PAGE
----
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The pathogenic fungus that has decimated populations of bats throughout the eastern United States has surfaced in the state for the first time, although none of the bats appear diseased.

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image: Pathway to Polio Virulence Revealed

Pathway to Polio Virulence Revealed

By | March 23, 2017

Using epidemiological and laboratory data, scientists have mapped out a sequence of mutations through which the attenuated oral polio vaccine reverts to a virulent virus.

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image: Famed Statistician and Data Visualizer Dies

Famed Statistician and Data Visualizer Dies

By | February 8, 2017

Hans Rosling of the Karolinska Institute has passed away at age 68.

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image: Toward Breaking the Cold Chain

Toward Breaking the Cold Chain

By | January 24, 2017

Research efforts aim to obviate the need for vaccine refrigeration.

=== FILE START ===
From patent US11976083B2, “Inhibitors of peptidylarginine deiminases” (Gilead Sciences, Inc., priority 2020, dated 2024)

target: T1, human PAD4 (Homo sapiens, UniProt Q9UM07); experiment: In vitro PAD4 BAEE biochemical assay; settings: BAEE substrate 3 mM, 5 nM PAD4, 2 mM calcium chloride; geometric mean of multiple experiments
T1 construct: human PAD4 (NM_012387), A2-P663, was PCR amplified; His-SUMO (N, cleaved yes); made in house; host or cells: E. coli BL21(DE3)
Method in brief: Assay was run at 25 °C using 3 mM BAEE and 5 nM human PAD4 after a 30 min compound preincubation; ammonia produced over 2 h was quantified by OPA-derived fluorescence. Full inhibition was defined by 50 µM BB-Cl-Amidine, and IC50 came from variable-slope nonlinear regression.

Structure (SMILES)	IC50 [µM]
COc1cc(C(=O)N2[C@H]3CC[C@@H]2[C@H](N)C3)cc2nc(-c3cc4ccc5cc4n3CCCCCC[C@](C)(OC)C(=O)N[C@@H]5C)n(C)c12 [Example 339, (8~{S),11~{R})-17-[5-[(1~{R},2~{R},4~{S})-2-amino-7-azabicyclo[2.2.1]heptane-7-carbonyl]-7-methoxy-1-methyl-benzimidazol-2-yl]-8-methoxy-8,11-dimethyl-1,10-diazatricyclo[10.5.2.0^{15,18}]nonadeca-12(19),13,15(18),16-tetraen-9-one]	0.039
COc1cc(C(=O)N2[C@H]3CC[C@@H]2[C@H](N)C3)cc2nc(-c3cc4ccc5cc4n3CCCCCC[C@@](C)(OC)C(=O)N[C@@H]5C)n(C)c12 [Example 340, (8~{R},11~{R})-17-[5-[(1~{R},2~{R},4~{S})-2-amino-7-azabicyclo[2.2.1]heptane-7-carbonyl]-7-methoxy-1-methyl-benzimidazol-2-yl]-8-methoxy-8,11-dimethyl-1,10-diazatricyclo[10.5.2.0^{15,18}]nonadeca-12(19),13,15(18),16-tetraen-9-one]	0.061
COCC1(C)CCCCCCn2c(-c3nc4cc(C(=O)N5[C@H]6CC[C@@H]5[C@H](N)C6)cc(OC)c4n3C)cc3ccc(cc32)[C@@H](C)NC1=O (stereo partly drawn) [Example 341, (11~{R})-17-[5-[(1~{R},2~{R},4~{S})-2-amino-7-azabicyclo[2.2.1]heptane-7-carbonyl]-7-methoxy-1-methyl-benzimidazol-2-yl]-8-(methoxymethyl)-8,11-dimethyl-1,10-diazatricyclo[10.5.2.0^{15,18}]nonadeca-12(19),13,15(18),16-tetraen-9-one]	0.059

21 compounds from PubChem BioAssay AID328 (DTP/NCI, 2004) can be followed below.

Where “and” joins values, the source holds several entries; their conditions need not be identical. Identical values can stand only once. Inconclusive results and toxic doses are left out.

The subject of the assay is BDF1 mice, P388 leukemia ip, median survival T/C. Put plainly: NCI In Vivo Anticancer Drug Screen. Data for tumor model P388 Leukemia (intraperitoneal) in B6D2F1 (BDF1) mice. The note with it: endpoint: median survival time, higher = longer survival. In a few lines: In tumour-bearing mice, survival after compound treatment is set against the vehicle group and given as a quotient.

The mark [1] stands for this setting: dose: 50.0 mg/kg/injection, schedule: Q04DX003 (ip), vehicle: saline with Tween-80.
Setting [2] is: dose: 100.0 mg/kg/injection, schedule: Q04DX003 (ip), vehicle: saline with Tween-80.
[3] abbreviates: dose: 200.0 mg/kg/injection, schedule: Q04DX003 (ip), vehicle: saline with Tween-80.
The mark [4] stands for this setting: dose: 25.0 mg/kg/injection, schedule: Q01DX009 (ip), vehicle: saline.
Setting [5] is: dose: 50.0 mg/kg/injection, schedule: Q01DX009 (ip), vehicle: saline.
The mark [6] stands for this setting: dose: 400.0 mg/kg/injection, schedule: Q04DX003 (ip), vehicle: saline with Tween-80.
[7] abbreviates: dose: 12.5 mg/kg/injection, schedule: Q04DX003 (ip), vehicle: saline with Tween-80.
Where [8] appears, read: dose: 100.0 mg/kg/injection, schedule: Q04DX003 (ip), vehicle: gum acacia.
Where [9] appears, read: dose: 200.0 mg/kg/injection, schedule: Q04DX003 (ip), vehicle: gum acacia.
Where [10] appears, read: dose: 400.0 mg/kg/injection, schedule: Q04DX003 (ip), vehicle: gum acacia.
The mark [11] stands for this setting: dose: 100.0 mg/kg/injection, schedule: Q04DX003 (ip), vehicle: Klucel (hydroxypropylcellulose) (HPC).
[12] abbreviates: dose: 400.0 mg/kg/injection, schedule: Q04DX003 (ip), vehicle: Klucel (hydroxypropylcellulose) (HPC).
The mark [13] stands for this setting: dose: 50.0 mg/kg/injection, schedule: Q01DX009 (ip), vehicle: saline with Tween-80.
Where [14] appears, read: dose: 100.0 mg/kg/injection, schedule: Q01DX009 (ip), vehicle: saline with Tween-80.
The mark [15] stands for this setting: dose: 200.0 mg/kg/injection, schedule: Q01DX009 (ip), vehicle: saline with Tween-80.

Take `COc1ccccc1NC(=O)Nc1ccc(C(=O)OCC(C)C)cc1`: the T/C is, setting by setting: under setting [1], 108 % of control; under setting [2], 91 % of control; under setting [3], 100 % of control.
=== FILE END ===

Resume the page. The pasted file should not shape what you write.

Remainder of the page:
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image: Bacteria-Treated Mosquitoes Released in More Locations

Bacteria-Treated Mosquitoes Released in More Locations

By | January 17, 2017

Infected with Wolbachia, the insects are expected to reduce the spread of dengue and Zika. But scientists say the approach may have limitations.

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image: First Bumblebee Species Declared Endangered in U.S.

First Bumblebee Species Declared Endangered in U.S.

By | January 11, 2017

The federal government concludes the rusty patched bumblebee is nearing extinction.

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A case study reports evidence of viral replication lingering in the respiratory tract of an infected person, even after the person’s blood was Ebola free.

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image: The Sled Dogs that Stopped an Outbreak

The Sled Dogs that Stopped an Outbreak

By | January 1, 2017

Balto, Togo, and other huskies famously delivered life-saving serum to a remote Alaskan town in 1925—but newspapers didn’t tell the whole story. 

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image: Zika May Cause Hearing, Vision Problems, Case Studies Report

Zika May Cause Hearing, Vision Problems, Case Studies Report

By | December 12, 2016

Three patients experienced temporary, partial hearing loss while another saw sporadic flashes of light, indicating that Zika may have unexpected side effects. 

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A family’s collection of antique microscope slides became a trove of genetic information about the eradicated European malaria pathogen.

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